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By the time you read this, Nick Sanders will be 10 days away from becoming the only person ever to complete three complete and consecutive transits of the total 15 000 mile length of the Americas – that’s the very top of Alaska to the very bottom of South America in Tierra del Fuego, Argentina, three times non-stop, two of the legs in a world record time of around 46 days. This may never be repeated and for very good reason. Nick Sanders explains why…..

“It was too hard, way too hard, much more so than I imagined and not just the riding but the complete lack of time off,” he said, “when you go around the world on say a Guinness Record, the clock actually stops while you put the bike on the plane as cargo between continents, so it gives you breathing space, but not this time. There’s only one flight leg from Bogota in Colombia to Panama City and the rules state that this is included.”

Nick did not have a single day off unless you include arriving in Ushuaia, the southern tip of Argentina at the bottom of the second leg at 1.30 am; “it had been snowing because it was mid-winter down there and it took me 5 hours to do the last 50 kms. I kept binning the bike head first in the side of the road but I crawled into the end of the leg recording 21 days 19 hours. To give you an idea of how quick that was, I think the Guinness Record for something similar is around 34 or 35 days, then I went and did it again going north in 23 days!”

Because a strap got caught around the final drive, Nick blew an ‘o’ ring so he got a mechanic to sort it out and put on metal studded snow tyres for the journey back, “wow, what a difference, I mean these guys race on ice so what they fitted turned a 5 hour ride into 2 so I just tore into the snow heading north.”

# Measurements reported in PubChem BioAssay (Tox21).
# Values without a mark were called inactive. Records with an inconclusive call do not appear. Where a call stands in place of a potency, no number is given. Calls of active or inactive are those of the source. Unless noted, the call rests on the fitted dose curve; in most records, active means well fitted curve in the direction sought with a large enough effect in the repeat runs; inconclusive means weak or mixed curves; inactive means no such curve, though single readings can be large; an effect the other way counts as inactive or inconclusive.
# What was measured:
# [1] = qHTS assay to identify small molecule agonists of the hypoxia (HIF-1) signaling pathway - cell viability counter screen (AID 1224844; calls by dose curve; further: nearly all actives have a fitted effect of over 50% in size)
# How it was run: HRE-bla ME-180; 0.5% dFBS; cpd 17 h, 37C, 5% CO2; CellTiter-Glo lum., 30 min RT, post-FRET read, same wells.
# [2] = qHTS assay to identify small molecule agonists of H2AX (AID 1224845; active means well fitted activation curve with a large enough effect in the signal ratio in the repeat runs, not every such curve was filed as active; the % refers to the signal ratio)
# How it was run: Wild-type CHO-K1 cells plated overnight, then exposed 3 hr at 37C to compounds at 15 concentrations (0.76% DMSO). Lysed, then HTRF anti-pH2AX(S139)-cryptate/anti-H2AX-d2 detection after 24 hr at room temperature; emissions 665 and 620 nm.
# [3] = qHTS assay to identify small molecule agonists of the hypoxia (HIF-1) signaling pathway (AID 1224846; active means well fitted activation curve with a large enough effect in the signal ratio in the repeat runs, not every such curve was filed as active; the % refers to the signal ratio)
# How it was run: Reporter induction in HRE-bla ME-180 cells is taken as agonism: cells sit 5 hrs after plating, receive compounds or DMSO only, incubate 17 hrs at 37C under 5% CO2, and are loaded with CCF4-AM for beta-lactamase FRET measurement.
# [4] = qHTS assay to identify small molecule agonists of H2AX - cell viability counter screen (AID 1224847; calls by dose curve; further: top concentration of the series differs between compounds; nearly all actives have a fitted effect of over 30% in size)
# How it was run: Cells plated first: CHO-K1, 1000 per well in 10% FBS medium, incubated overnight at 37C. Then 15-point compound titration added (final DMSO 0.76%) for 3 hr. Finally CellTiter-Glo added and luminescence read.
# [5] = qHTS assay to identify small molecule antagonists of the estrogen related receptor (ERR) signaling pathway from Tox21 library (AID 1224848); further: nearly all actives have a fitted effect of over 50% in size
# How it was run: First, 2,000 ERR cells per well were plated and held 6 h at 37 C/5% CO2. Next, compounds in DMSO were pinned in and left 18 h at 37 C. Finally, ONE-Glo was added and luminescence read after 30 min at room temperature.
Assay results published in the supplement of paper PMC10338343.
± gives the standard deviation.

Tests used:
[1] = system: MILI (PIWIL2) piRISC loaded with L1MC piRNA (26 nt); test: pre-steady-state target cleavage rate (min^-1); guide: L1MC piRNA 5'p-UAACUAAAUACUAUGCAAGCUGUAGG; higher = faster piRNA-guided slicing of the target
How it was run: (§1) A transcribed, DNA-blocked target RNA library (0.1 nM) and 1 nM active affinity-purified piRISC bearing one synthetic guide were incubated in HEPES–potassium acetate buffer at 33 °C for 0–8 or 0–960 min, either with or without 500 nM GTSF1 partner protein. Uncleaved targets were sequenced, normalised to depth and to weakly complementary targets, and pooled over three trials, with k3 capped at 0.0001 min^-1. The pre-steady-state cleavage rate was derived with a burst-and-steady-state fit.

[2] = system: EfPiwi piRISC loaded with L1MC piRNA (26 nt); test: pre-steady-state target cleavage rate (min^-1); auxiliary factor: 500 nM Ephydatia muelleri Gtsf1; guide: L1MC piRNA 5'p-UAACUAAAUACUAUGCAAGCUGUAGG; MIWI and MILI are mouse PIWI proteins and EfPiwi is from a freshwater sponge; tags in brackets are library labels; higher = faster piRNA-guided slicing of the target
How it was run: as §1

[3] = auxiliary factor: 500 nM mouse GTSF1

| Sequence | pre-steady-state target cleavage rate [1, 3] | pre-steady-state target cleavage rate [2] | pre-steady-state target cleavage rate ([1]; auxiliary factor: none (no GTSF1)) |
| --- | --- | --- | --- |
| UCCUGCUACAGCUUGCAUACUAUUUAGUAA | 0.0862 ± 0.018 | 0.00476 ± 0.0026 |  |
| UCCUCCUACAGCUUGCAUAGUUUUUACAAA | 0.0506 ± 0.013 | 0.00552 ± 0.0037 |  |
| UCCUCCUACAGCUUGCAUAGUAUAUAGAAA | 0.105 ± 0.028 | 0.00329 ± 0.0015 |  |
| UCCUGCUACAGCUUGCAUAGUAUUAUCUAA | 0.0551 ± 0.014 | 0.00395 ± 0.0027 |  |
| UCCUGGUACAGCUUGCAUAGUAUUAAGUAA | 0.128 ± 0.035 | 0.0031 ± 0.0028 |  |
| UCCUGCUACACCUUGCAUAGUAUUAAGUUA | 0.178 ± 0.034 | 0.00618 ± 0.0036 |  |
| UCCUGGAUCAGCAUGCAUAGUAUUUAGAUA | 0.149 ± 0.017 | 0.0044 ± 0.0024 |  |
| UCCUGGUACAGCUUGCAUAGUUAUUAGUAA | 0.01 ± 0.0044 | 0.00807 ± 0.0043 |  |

Nick is riding Yamaha’s new machine the Super Tenere, designed to go head to head with other duel purpose adventure bikes, was it up to scratch? “It’s difficult sounding totally credible when I’m sponsored by Yamaha, but hand on heart, mothers life and all that, this is a phenomenal bike. It has done 50 000 miles in the hardest conditions on the planet, and fast with ordinary servicing, nothing special and nothing has gone wrong. I love my R1’s but for reliability and for what it can do; the Super Tenere has blown me away. This bike is world class.” It looks like three times up and down the longest and toughest road in the world says it all.

“I’ve tried and tested Touratechs new Campanero double suit and it has been warm and cool just as I wanted it, basically an unusual concept that is definitely working. My Conti Trail Attack tyres won’t wear out and I’ve had brilliant support from everyone, first and foremost Carole Nash alongside my Held boots which have done 70 000 miles and Alf England over at Bedworth. You know, I just can’t do this without them so a big thanks guys to you all!!! Let’s get the final bit done.”

Nick will be home in two weeks’ time if all goes to plan and right now enduring heavy rain in Managua, Nicaragua. He’ll be through Honduras in the morning then El Salvador by early afternoon followed by Guatemala and just maybe into Mexico. The next three days will take him across Mexico before the final assault of North America and four and a half days to Deadhorse, Prudhoe Bay, Alaska.